Last week the Kaiser Family Foundation’s monthly tracking poll revealed that 51% of Americans have an unfavorable opinion of Obamacare, with only 34% of respondents feeling favorable toward the bill. The findings were especially telling considering that only 22% of respondents were self-identified Republicans.
Then earlier this week Rasmussen Reports bolstered these findings, unveiling that “most voters nationwide still favor repeal of the national health care law” (54%).
Many readers will remember that prior to the passage of the Protection and Affordable Care Act of 2010 House Speaker Nancy Pelosi (D-CA) made the ridiculous comment, “We have to pass [it] so you can find out what’s in it.” Well, as far as I can tell it looks like the chickens are coming home to roost. Or, more accurately, Americans have found out “what’s in it.”
The first thing that has become apparent is that Americans recognize that a bill that provides everything for everybody just isn’t sustainable. Before even considering the impact ObamaCare will have on access to or quality of health care, it’s become clear that ObamaCare is going to cost the nation a fortune – a fortune, mind you, that we don’t have. As the Cato Institute’s Michael Cannon points out this week, “Even if the official spending projections are correct, ObamaCare will add another $1 trillion of new government spending during its first 10 years (actually during the first 6; another accounting gimmick).”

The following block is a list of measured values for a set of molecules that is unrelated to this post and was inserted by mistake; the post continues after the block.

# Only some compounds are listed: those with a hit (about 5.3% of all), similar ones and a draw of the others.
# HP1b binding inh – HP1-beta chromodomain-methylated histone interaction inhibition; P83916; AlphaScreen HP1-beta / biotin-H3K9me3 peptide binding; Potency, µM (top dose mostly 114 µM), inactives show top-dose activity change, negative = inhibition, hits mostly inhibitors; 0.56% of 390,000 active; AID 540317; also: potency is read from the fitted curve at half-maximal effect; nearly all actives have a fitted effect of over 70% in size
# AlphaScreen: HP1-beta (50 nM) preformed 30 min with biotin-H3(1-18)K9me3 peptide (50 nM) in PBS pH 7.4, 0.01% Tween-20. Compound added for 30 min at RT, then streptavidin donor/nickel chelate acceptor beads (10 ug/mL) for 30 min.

And as we’ve written about here at IWF numerous times, the government is planning on raising that revenue through an endless list of new taxes, including a series of sin taxes on legitimate businesses like tanning salons.
What’s more, as Cannon notes in an article yesterday, ObamaCare will result in the loss of “an estimated 800,000 jobs” – this at a time when unemployment hovers above 9%.
There are endless reasons to want to repeal ObamaCare and replace it with reforms that will actually lower the cost of health care, expand coverage to those who want insurance, and help improve the quality of care. But as more of the fiscal realities of this existing bill come to light – cost, taxes, loss of jobs – the public’s reaction is only going to grow more hostile toward this dreadful piece of legislation.